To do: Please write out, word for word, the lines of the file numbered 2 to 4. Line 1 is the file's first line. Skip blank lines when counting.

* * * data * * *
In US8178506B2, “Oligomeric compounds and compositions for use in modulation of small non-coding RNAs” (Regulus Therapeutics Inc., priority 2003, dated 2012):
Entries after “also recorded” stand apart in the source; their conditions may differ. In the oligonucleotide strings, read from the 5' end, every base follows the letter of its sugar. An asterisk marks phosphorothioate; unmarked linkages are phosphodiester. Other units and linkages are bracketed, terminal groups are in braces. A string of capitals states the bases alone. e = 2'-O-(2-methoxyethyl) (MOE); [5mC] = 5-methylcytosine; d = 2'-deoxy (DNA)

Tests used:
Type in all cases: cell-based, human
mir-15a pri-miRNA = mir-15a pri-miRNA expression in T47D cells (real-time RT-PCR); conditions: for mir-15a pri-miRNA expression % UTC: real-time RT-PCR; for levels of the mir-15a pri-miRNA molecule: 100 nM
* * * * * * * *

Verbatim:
Entries after “also recorded” stand apart in the source; their conditions may differ. In the oligonucleotide strings, read from the 5' end, every base follows the letter of its sugar. An asterisk marks phosphorothioate; unmarked linkages are phosphodiester. Other units and linkages are bracketed, terminal groups are in braces. A string of capitals states the bases alone. e = 2'-O-(2-methoxyethyl) (MOE); [5mC] = 5-methylcytosine; d = 2'-deoxy (DNA)

Tests used:
Type in all cases: cell-based, human